[Table of Contents]
[Previous] [Next]
Word Pictures in the New Testament
(Mark: Chapter 15)

15:1 {In the morning} (\prōi\). The ratification meeting after
day. See on ¯Mt 26:1-5 for details. {Held a consultation}
(\sumboulion poiēsantes\). So text of Westcott and Hort (Vulgate
_consilium facientes_)
, though they give \hetoimasantes\ in the
margin. The late and rare word \sumboulion\ is like the Latin
_consilium_. If \hetoimasantes\ is the correct text, the idea
would be rather to prepare a concerted plan of action (Gould).
But their action was illegal on the night before and they felt
the need of this ratification after dawn which is described in
Lu 22:66-71, who does not give the illegal night trial. {Bound
(\dēsantes ton Iēsoun\). He was bound on his arrest (Joh
when brought before Annas who sent him on bound to
Caiaphas (Joh 18:24) and now he is bound again as he is sent to
Pilate (Mr 15:1; Mt 27:2). It is implied that he was unbound
while before Annas and then before Caiaphas and the Sanhedrin.

15:2 {Art thou the King of the Jews?} (\Su ei ho basileus tōn
. This is the only one of the charges made by the
Sanhedrin to Pilate (Lu 23:2) that he notices. He does not
believe this one to be true, but he has to pay attention to it or
be liable to charges himself of passing over a man accused of
rivalry and revolution against Caesar. Joh 18:28-32 gives the
interview with Jesus that convinces Pilate that he is a harmless
religious fanatic. See on ¯Mt 26:11. {Thou sayest} (\su
. An affirmation, though in Joh 18:34-37 there is a
second and fuller interview between Pilate and Jesus. "Here, as
in the trial before the Sanhedrin, this is the one question that
Jesus answers. It is the only question on which his own testimony
is important and necessary" (Gould). The Jews were out on the
pavement or sidewalk outside the palace while Pilate came out to
them from above on the balcony (Joh 18:28f.) and had his
interviews with Jesus on the inside, calling Jesus thither (Joh

15:3 {Accused him of many things} (\katēgoroun autou polla\).
Imperfect tense, repeated accusations besides those already made.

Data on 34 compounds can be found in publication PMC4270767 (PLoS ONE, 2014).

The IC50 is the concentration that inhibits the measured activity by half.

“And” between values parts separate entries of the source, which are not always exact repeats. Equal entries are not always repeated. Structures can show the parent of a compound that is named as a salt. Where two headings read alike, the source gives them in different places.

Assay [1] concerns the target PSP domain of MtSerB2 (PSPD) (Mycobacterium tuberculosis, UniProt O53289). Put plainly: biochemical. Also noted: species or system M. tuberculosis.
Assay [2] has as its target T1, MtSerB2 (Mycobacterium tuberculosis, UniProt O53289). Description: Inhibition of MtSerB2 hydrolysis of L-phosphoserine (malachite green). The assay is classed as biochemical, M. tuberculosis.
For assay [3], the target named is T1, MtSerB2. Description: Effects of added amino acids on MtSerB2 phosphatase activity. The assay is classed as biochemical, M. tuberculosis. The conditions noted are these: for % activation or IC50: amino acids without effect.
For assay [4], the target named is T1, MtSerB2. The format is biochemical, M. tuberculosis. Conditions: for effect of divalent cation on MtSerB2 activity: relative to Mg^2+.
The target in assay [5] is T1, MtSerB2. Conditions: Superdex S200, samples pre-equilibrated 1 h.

They let loose their venom against Jesus. One of the common verbs
for speaking against in court (\kata\ and \agoreuō\). It is used
with the genitive of the person and the accusative of the thing.

15:5 {Marvelled} (\thaumazein\). Pilate was sure of the innocence
of Jesus and saw through their envy (Mr 15:10), but he was
hoping that Jesus would answer these charges to relieve him of
the burden. He marvelled also at the self-control of Jesus.

15:6 {Used to release} (\apeluen\). Imperfect tense of customary
action where Mt 27:15 has the verb \eiōthei\ (was accustomed
. {They asked of him} (\parēitounto\). Imperfect middle,
expressing their habit also.

15:7 {Bound with them that had made insurrection} (\meta tōn
stasiastōn dedemenos\)
. A desperate criminal, leader in the
insurrection, sedition (\en tēi stasei\), or revolution against
Rome, the very thing that the Jews up at Bethsaida Julias had
wanted Jesus to lead (Joh 6:15). Barabbas was the leader of
these rioters and was bound with them. {Had committed murder}
(\phonon pepoiēkeisan\). Past perfect indicative without augment.
Murder usually goes with such rioters and the priests and people
actually chose a murderer in preference to Jesus.

15:8 {As he was wont to do unto them} (\kathōs epoiei autois\).
Imperfect of customary action again and dative case.

15:9 {The King of the Jews} (\ton basilea tōn Ioudaiōn\). That
phrase from this charge sharpened the contrast between Jesus and
Barabbas which is bluntly put in Mt 27:17 "Barabbas or Jesus
which is called Christ." See discussion there.

15:10 {He perceived} (\eginōsken\). Imperfect tense descriptive
of Pilate's growing apprehension from their conduct which
increased his intuitive impression at the start. It was gradually
dawning on him. Both Mark and Matthew give "envy" (\phthonon\) as
the primary motive of the Sanhedrin. Pilate probably had heard of
the popularity of Jesus by reason of the triumphal entry and the
temple teaching. {Had delivered} (\paradedōkeisan\). Past perfect
indicative without augment where Mt 27:18 has the first aorist
(kappa aorist) indicative \paredōkan\, not preserving the
distinction made by Mark. The aorist is never used "as" a past

15:11 {Stirred up} (\aneseisan\). {Shook up} like an earthquake
(\seismos\). Mt 27:20 has a weaker word, "persuaded"
(\epeisan\). Effective aorist indicative. The priests and scribes
had amazing success. If one wonders why the crowd was fickle, he
may recall that this was not yet the same people who followed him
in triumphal entry and in the temple. That was the plan of Judas
to get the thing over before those Galilean sympathizers waked
up. "It was a case of regulars against an irregular, of priests
against prophet" (Gould). "But Barabbas, as described by Mark,
represented a popular passion, which was stronger than any
sympathy they might have for so unworldly a character as
Jesus--the passion for _political liberty_" (Bruce). "What